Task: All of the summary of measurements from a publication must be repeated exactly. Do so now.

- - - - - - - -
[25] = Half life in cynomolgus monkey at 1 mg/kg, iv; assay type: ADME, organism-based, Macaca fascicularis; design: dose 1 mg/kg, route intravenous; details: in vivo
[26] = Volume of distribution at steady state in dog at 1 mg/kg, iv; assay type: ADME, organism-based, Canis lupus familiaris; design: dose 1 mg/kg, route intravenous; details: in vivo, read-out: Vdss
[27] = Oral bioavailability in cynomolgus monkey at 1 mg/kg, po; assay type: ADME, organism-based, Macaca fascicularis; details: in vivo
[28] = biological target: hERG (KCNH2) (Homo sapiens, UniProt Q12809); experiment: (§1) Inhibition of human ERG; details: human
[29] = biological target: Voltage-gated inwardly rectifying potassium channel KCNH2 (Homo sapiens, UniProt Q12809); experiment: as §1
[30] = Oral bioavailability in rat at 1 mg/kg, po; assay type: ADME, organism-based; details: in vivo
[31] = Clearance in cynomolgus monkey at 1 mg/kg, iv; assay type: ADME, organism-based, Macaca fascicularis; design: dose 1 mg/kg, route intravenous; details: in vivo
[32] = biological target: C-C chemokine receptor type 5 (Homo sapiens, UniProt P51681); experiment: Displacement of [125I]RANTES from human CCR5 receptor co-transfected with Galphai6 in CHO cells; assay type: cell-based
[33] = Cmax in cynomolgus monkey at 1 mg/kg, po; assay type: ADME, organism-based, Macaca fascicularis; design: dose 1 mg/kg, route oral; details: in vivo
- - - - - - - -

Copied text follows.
[25] = Half life in cynomolgus monkey at 1 mg/kg, iv; assay type: ADME, organism-based, Macaca fascicularis; design: dose 1 mg/kg, route intravenous; details: in vivo
[26] = Volume of distribution at steady state in dog at 1 mg/kg, iv; assay type: ADME, organism-based, Canis lupus familiaris; design: dose 1 mg/kg, route intravenous; details: in vivo, read-out: Vdss
[27] = Oral bioavailability in cynomolgus monkey at 1 mg/kg, po; assay type: ADME, organism-based, Macaca fascicularis; details: in vivo
[28] = biological target: hERG (KCNH2) (Homo sapiens, UniProt Q12809); experiment: (§1) Inhibition of human ERG; details: human
[29] = biological target: Voltage-gated inwardly rectifying potassium channel KCNH2 (Homo sapiens, UniProt Q12809); experiment: as §1
[30] = Oral bioavailability in rat at 1 mg/kg, po; assay type: ADME, organism-based; details: in vivo
[31] = Clearance in cynomolgus monkey at 1 mg/kg, iv; assay type: ADME, organism-based, Macaca fascicularis; design: dose 1 mg/kg, route intravenous; details: in vivo
[32] = biological target: C-C chemokine receptor type 5 (Homo sapiens, UniProt P51681); experiment: Displacement of [125I]RANTES from human CCR5 receptor co-transfected with Galphai6 in CHO cells; assay type: cell-based
[33] = Cmax in cynomolgus monkey at 1 mg/kg, po; assay type: ADME, organism-based, Macaca fascicularis; design: dose 1 mg/kg, route oral; details: in vivo